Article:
Defendant knew of her right to child support for the more than 19 years she failed to pursue it. By words and actions she led plaintiff to believe she intended to waive and abandon her right. Obviously plaintiff relied on this acquiescence. As requested by defendant he ceased child visitations which he had previously exercised. Thereafter he remarried and became the father of four children and eventually took title to the real estate here involved.

The trial court's declaratory judgment was correct and is affirmed.




REYNOLDSON, Justice (dissenting).

Having reached a different view of the facts and applicable law, I respectfully dissent.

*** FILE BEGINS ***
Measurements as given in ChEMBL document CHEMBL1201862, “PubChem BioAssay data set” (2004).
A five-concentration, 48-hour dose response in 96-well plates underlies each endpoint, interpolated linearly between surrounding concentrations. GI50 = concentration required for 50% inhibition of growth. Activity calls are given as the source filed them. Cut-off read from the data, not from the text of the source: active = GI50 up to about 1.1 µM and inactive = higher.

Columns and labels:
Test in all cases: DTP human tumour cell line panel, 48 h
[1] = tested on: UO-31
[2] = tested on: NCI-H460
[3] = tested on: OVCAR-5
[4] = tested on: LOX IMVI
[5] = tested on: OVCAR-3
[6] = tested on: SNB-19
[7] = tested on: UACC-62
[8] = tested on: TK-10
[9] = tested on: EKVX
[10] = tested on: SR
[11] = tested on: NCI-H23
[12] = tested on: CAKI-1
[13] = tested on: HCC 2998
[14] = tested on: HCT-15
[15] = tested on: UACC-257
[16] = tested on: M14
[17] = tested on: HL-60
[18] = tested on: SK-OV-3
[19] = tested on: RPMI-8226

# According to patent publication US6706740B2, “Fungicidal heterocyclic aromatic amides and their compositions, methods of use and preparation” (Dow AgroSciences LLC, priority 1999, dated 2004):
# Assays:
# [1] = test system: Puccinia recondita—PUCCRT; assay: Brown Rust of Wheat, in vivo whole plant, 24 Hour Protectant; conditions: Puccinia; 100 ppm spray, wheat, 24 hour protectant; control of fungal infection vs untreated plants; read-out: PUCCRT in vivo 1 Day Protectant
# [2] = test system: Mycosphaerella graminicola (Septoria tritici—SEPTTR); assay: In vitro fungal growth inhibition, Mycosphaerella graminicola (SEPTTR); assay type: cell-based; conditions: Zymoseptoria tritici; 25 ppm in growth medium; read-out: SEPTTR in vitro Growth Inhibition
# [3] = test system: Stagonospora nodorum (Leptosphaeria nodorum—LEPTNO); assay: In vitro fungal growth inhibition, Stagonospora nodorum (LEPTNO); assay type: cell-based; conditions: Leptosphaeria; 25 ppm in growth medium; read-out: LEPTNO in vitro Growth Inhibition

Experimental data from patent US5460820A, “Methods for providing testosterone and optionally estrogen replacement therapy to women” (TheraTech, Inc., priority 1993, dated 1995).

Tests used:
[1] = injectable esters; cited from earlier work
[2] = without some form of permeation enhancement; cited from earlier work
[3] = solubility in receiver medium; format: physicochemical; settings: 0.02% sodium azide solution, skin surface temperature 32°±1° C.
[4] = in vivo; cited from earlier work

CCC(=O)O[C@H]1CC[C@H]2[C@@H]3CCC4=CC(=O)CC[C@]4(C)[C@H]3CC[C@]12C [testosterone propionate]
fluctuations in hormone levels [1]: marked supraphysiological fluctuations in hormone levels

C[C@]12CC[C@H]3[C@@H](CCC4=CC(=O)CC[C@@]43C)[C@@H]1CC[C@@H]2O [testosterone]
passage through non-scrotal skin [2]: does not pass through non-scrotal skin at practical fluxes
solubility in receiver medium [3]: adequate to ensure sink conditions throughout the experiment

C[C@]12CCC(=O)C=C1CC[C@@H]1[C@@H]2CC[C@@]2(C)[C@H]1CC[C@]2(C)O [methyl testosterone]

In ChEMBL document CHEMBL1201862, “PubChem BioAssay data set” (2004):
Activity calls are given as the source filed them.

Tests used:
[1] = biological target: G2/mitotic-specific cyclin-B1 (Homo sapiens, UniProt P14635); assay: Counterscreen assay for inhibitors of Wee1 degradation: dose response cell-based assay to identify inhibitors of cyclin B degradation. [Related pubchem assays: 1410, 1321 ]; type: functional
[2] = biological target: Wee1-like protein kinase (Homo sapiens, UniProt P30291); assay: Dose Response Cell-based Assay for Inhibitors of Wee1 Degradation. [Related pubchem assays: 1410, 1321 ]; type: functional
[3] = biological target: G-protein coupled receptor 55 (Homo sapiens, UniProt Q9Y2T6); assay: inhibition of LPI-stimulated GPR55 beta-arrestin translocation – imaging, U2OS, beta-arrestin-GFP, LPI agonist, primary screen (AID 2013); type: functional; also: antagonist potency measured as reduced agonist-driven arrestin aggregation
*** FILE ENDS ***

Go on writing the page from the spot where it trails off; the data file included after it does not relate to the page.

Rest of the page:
I. While the majority cites and apparently relies on our rule we give weight to fact-findings of trial court but are not bound by them, rule 14(f)(7), Rules of Appellate Procedure, the first prong of the rule is of questionable applicability in this case. Trial court's concept of the facts seems to have been derived initially from an "Informal Trial Brief" filed by plaintiff. Thereafter, the court occasionally took the position only legal and not factual issues were involved.

As defense counsel sought to cross-examine plaintiff the following colloquy occurred:

"THE COURT: Mr. Kober, I don't want to limit your cross-examination, but I said at the outset of this hearing I thought this was strictly a legal argument. You are trying to make it into a jury case, and I don't know where you are headed. * * *"

At a later point the court observed to defense counsel, "I think the Court has to decide this as a legal argument rather than a fact question. You are just opening up a can of worms as far as I'm concerned."